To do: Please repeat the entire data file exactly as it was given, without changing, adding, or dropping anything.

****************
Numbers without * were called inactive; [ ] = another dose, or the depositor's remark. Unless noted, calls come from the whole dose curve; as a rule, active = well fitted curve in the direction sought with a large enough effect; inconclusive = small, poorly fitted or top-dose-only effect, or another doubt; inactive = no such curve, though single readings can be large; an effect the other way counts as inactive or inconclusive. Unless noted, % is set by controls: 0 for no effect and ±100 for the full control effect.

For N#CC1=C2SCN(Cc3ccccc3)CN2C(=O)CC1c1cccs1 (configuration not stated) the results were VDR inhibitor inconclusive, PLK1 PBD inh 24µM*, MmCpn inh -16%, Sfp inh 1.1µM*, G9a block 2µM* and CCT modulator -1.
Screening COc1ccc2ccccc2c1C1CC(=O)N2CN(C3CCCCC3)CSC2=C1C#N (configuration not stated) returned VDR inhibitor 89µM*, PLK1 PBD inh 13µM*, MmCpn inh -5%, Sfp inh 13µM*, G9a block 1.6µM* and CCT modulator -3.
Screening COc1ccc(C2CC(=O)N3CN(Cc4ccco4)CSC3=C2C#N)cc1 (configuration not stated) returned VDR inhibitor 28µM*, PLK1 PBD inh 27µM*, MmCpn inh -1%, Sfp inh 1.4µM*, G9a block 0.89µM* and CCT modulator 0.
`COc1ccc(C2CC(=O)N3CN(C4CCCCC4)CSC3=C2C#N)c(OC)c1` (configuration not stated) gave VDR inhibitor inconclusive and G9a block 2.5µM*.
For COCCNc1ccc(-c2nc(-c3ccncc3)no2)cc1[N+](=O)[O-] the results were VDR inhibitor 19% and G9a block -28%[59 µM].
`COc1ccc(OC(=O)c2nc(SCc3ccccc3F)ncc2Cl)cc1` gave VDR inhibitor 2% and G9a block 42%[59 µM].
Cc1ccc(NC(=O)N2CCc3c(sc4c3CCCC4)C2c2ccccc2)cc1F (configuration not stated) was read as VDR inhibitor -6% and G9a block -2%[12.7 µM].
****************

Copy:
Numbers without * were called inactive; [ ] = another dose, or the depositor's remark. Unless noted, calls come from the whole dose curve; as a rule, active = well fitted curve in the direction sought with a large enough effect; inconclusive = small, poorly fitted or top-dose-only effect, or another doubt; inactive = no such curve, though single readings can be large; an effect the other way counts as inactive or inconclusive. Unless noted, % is set by controls: 0 for no effect and ±100 for the full control effect.

For N#CC1=C2SCN(Cc3ccccc3)CN2C(=O)CC1c1cccs1 (configuration not stated) the results were VDR inhibitor inconclusive, PLK1 PBD inh 24µM*, MmCpn inh -16%, Sfp inh 1.1µM*, G9a block 2µM* and CCT modulator -1.
Screening COc1ccc2ccccc2c1C1CC(=O)N2CN(C3CCCCC3)CSC2=C1C#N (configuration not stated) returned VDR inhibitor 89µM*, PLK1 PBD inh 13µM*, MmCpn inh -5%, Sfp inh 13µM*, G9a block 1.6µM* and CCT modulator -3.
Screening COc1ccc(C2CC(=O)N3CN(Cc4ccco4)CSC3=C2C#N)cc1 (configuration not stated) returned VDR inhibitor 28µM*, PLK1 PBD inh 27µM*, MmCpn inh -1%, Sfp inh 1.4µM*, G9a block 0.89µM* and CCT modulator 0.
`COc1ccc(C2CC(=O)N3CN(C4CCCCC4)CSC3=C2C#N)c(OC)c1` (configuration not stated) gave VDR inhibitor inconclusive and G9a block 2.5µM*.
For COCCNc1ccc(-c2nc(-c3ccncc3)no2)cc1[N+](=O)[O-] the results were VDR inhibitor 19% and G9a block -28%[59 µM].
`COc1ccc(OC(=O)c2nc(SCc3ccccc3F)ncc2Cl)cc1` gave VDR inhibitor 2% and G9a block 42%[59 µM].
Cc1ccc(NC(=O)N2CCc3c(sc4c3CCCC4)C2c2ccccc2)cc1F (configuration not stated) was read as VDR inhibitor -6% and G9a block -2%[12.7 µM].